JRS: In article <11**********************@g10g2000cwb.googlegroups .com>

, dated Mon, 19 Jun 2006 08:06:17 remote, seen in

news:comp.lang.javascript,

ja********@hotmail.com posted :

I'm really sorry to post this as I know it must have been asked

countless times before, but I can't find an answer anywhere.

Then you are an unskilful looker.

Does anyone have a snippet of JavaScript code I could borrow which

calculated the difference in years and days between two dates, and

takes leap years into account?

I'm calculating the difference in the usual way, i.e....

var difference = dateTo.getTime() - dateFrom.getTime();

Usual? but nowadays many people know better. That gives the difference

in absolute time (ignoring Leap Seconds).

...and converting this millisecond value into days by using...

var daysDifference = (difference/1000/60/60/24);

864e5 is easier to write than 1000/60/60/24. However, one cannot rely

on civil days all being of that length.

But how do I then display the difference in days AND years? I've tried

the following:

var yearsDifference = Math.floor(daysDifference/365.25);

var daysLeft = Math.floor(daysDifference-(yearsDifference*365.25));

...but it gives me inaccuracies. For example, if I use my code to

calculate the difference between 05/01/1998 and 05/01/2000 it returns 1

year and 364 days!

But what are those dates? This is an international newsgroup, and dates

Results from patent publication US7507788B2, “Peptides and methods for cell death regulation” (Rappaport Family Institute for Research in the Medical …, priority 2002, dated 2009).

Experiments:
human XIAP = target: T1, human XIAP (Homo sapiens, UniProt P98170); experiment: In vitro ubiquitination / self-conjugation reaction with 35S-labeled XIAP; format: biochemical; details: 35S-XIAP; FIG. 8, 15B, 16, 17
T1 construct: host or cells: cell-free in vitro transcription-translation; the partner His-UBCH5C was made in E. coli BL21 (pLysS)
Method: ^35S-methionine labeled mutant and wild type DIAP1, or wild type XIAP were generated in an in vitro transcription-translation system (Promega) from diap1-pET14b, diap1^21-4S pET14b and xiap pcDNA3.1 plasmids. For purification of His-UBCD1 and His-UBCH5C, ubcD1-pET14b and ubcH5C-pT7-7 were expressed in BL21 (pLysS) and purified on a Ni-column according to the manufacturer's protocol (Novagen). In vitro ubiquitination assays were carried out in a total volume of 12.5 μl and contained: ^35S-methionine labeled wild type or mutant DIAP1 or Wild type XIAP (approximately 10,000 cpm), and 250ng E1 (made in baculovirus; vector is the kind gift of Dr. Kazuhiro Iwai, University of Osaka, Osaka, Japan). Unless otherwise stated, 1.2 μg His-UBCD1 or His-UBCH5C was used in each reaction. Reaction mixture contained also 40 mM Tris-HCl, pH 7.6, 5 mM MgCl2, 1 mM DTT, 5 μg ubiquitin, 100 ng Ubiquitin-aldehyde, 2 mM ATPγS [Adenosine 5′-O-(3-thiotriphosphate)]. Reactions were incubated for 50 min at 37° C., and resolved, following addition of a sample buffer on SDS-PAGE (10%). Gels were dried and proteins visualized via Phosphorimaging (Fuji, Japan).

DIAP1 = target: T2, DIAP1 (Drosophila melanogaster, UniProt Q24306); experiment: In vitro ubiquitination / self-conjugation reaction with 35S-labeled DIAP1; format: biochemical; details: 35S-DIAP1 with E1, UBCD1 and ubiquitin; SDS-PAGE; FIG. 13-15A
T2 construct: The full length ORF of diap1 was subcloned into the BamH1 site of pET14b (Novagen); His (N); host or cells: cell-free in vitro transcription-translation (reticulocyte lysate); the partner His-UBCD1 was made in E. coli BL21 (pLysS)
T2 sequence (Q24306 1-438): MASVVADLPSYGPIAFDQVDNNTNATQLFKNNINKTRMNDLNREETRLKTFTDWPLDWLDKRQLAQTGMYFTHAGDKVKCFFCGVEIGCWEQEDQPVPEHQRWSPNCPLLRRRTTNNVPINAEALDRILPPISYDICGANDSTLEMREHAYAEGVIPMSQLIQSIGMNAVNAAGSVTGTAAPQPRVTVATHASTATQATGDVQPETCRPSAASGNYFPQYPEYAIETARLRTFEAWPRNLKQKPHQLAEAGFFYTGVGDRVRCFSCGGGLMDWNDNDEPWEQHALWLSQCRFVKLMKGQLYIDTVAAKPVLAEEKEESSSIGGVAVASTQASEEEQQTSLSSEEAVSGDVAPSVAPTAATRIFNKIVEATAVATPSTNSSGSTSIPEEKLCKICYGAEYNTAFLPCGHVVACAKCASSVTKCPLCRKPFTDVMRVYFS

need to be presented unambiguously. Generally, the daycount difference

for those dates is 730 days; but where FFF is used it is 731 days.

Any assistance would be gratefully received!

You should have read the newsgroup FAQ before asking. Be aware that

Google did not invent newsgroups, which was done long before the Web

appeared; they merely provide an inferior interface, and do not give

adequate guidance in the established use of News.

Since the number of days in a year is not constant, there can be no one

correct answer. One can count the full years in the interval from the

beginning, and see how many days are left. Or one can do it in reverse.

Or one can determine the daycount difference, and do some approximation

to a rounded div/mod 365.25 or 365.2425. Or ...? The different methods

will, for at least some date combinations, give different answers. One

method is in js-date1.htm on my site.

If this is coursework, then, if the instructor is intelligent (one

cannot rely on that), the point of interest should be how thoughtfully

you treat the difficulties.

But if it is a real-world application, the originators of the situation

should have given an unambiguous indication of how the results should be

obtained.

--

© John Stockton, Surrey, UK. ?@merlyn.demon.co.uk Turnpike v4.00 IE 4 ©

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